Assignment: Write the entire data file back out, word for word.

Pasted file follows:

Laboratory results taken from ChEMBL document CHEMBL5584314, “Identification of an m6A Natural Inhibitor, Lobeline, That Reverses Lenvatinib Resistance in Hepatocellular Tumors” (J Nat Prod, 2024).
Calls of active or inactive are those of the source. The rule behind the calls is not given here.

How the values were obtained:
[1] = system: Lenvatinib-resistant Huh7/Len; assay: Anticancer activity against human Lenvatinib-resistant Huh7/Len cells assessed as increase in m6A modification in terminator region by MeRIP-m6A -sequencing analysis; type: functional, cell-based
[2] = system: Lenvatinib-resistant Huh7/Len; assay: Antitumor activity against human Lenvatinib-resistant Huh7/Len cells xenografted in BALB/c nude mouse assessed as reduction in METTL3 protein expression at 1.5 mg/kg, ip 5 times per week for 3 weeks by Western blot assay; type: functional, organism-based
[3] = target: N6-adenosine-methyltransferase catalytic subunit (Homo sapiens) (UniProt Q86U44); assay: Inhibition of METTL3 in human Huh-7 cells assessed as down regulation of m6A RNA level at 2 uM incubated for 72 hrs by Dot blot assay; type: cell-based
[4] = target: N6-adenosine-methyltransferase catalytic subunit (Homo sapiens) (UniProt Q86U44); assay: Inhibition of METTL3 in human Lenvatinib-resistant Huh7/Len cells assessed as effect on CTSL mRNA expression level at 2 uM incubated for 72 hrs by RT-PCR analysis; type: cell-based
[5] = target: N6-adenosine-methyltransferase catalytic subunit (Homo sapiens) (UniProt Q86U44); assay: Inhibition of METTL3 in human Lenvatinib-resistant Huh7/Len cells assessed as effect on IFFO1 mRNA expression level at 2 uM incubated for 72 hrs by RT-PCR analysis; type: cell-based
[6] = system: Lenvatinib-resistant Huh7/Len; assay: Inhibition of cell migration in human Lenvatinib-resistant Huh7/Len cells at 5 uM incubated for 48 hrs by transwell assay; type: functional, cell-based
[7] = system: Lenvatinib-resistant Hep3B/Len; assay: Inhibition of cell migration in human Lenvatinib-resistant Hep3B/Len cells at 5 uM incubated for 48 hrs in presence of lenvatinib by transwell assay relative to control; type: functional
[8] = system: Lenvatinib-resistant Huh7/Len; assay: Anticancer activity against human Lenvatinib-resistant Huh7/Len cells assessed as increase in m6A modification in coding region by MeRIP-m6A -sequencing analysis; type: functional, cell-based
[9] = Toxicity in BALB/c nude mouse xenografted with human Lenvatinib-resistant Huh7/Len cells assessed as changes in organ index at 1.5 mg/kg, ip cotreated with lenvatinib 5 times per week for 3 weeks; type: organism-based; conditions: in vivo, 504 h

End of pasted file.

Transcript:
Laboratory results taken from ChEMBL document CHEMBL5584314, “Identification of an m6A Natural Inhibitor, Lobeline, That Reverses Lenvatinib Resistance in Hepatocellular Tumors” (J Nat Prod, 2024).
Calls of active or inactive are those of the source. The rule behind the calls is not given here.

How the values were obtained:
[1] = system: Lenvatinib-resistant Huh7/Len; assay: Anticancer activity against human Lenvatinib-resistant Huh7/Len cells assessed as increase in m6A modification in terminator region by MeRIP-m6A -sequencing analysis; type: functional, cell-based
[2] = system: Lenvatinib-resistant Huh7/Len; assay: Antitumor activity against human Lenvatinib-resistant Huh7/Len cells xenografted in BALB/c nude mouse assessed as reduction in METTL3 protein expression at 1.5 mg/kg, ip 5 times per week for 3 weeks by Western blot assay; type: functional, organism-based
[3] = target: N6-adenosine-methyltransferase catalytic subunit (Homo sapiens) (UniProt Q86U44); assay: Inhibition of METTL3 in human Huh-7 cells assessed as down regulation of m6A RNA level at 2 uM incubated for 72 hrs by Dot blot assay; type: cell-based
[4] = target: N6-adenosine-methyltransferase catalytic subunit (Homo sapiens) (UniProt Q86U44); assay: Inhibition of METTL3 in human Lenvatinib-resistant Huh7/Len cells assessed as effect on CTSL mRNA expression level at 2 uM incubated for 72 hrs by RT-PCR analysis; type: cell-based
[5] = target: N6-adenosine-methyltransferase catalytic subunit (Homo sapiens) (UniProt Q86U44); assay: Inhibition of METTL3 in human Lenvatinib-resistant Huh7/Len cells assessed as effect on IFFO1 mRNA expression level at 2 uM incubated for 72 hrs by RT-PCR analysis; type: cell-based
[6] = system: Lenvatinib-resistant Huh7/Len; assay: Inhibition of cell migration in human Lenvatinib-resistant Huh7/Len cells at 5 uM incubated for 48 hrs by transwell assay; type: functional, cell-based
[7] = system: Lenvatinib-resistant Hep3B/Len; assay: Inhibition of cell migration in human Lenvatinib-resistant Hep3B/Len cells at 5 uM incubated for 48 hrs in presence of lenvatinib by transwell assay relative to control; type: functional
[8] = system: Lenvatinib-resistant Huh7/Len; assay: Anticancer activity against human Lenvatinib-resistant Huh7/Len cells assessed as increase in m6A modification in coding region by MeRIP-m6A -sequencing analysis; type: functional, cell-based
[9] = Toxicity in BALB/c nude mouse xenografted with human Lenvatinib-resistant Huh7/Len cells assessed as changes in organ index at 1.5 mg/kg, ip cotreated with lenvatinib 5 times per week for 3 weeks; type: organism-based; conditions: in vivo, 504 h